Has anyone ever had an umbilical hernia, had it repaired, and after the appropriate recovery time, returned to active sparring? I practice Taekwondo point sparring and wondered if that was going to be a possibility. I will be seeing a doctor and following their advice, but since sparring is not a common activity for adults where I live, I wanted to see if anyone here has had a similar issue and was able to return. I only do recreational point-sparring (harder at testing), but definitely not full contact. We do not wear hogus or chest protectors but that would not be an issue if that allowed me to spar. I was just interested if the scar area would be able to withstand direct contact. I’m female, early 40s— not sure if that matters on the injury or not. Thanks In advance.

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    I disagreed with the close vote; on the face of it, this is off-topic (health/medical advice). However, the question is asking if anyone has personal experience of returning to sparring after surgery. I don't believe that is off-topic. – Mike P Apr 16 at 10:12
  • If I answer that I returned in n days, and OP uses that as an anchor and gets injured, then (at least in the USA) OP can sue me for giving medical advice. I would prefer to avoid questions that are lawsuit bait. While I agree with you that the question is on the right side of the law, the law is set up in the USA to make lawsuits a heckler's veto. – Mark C. Wallace May 21 at 12:23

First and foremost listen to your doctor's advice; if they say don't spar, don't spar!

If you are unable to spar for medical reasons, it should be removed from your tests (with something else added in its place); there is plenty to do in Taekwondo (and almost every martial art) that does not require sparring and there are techniques and skills involved that you can still excel in!

Make sure you have an open discussion with your instructors about this; if they are unwilling to make allowances in their classes to suit your needs then perhaps finding a school that will is best.

If you are able to spar and are still worried about contact to that area, look at what additional protection is available. Your instructors may be able to help with this; a hogu might be a good place to start. I wear a full back protector in competition (and sparring training) to protect an old injury; other than declaring it when I enter tournaments (both to the chief umpire before the start and the referees on my ring before competing) it is never a problem.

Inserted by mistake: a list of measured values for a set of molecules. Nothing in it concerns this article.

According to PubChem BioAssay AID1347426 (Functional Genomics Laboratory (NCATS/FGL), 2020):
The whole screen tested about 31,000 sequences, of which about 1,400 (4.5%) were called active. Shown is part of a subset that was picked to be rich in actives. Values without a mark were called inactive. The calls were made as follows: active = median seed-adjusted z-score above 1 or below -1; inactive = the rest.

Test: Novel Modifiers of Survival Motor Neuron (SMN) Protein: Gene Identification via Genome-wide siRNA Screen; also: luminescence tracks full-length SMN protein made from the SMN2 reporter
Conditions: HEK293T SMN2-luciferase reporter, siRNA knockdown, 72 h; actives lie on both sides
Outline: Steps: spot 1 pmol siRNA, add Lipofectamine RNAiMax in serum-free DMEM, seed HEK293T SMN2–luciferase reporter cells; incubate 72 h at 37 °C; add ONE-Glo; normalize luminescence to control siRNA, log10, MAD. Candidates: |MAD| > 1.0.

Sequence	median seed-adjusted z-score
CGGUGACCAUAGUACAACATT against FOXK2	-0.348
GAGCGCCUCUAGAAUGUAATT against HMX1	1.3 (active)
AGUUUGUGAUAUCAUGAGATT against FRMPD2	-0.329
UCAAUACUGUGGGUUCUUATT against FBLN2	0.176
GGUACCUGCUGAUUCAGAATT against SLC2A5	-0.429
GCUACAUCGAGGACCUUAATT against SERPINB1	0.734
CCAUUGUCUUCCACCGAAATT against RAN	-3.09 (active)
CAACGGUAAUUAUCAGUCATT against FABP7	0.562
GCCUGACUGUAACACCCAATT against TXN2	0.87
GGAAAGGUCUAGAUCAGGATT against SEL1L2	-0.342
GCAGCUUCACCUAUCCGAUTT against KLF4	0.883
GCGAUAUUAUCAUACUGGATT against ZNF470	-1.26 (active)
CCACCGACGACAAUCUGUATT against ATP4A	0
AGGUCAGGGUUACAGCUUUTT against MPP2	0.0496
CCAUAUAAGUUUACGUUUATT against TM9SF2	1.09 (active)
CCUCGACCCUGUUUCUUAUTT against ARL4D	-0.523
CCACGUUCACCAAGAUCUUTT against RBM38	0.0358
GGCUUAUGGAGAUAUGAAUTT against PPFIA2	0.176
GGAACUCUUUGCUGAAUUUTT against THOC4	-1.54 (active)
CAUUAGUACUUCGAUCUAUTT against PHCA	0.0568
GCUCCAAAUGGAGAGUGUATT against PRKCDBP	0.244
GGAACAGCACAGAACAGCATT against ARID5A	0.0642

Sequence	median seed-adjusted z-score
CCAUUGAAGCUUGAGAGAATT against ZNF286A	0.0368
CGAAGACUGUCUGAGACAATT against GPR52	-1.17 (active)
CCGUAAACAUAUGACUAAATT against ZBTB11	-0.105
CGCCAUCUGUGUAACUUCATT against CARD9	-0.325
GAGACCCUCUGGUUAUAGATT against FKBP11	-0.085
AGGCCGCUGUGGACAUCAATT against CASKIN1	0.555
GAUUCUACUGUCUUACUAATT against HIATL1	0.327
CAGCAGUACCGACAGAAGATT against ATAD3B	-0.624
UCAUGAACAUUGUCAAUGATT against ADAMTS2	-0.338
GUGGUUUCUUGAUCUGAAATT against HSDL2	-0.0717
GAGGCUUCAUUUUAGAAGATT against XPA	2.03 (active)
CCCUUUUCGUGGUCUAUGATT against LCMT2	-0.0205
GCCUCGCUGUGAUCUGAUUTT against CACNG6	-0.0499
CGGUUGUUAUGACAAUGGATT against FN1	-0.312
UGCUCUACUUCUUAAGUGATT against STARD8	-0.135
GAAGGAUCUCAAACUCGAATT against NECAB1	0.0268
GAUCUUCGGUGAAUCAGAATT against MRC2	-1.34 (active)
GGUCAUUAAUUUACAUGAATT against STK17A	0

• Thank-you for your reply. I am not worried about my instructor- he is very accommodating about injuries and whatever physical he can come up with in place of sparring will be challenging. I would just like to spar.I’m also concerned about how long the recovery time will be before I am able to do forms and kick. Thank you for your answer and support. Hoping I won’t need surgery or that it can be delayed, but I will definitely follow my doctor’s directions. – ksp08 Apr 16 at 11:41
  • @ksp08 your health should be number 1. Take the recovery seriously - you may be able to do some therapies to speed it along, again consult your doctor - make sure you tell them your aims. Surgery these days is so much better than it used to be and the recovery times much more reasonable - if surgery means you have a few months out but come back without the risk of another hernia - the rest of your life is worth a few months out of training surely? As a side note - some of my students have gone away for a while for one reason or another - they are always welcomed back with more love than ever – Collett89 Apr 16 at 11:56
  • Yes, ma’am. Don’t worry— my husband is a surgeon. I won’t be cheating recovery time for kicking. :) – ksp08 Apr 16 at 12:55
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    One week out from surgery- walking a lot, doing some slow, low kicks (just in air), walking through forms. So far, so good. – ksp08 May 15 at 1:46
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    Follow up visit- healing nicely. – ksp08 May 21 at 14:01

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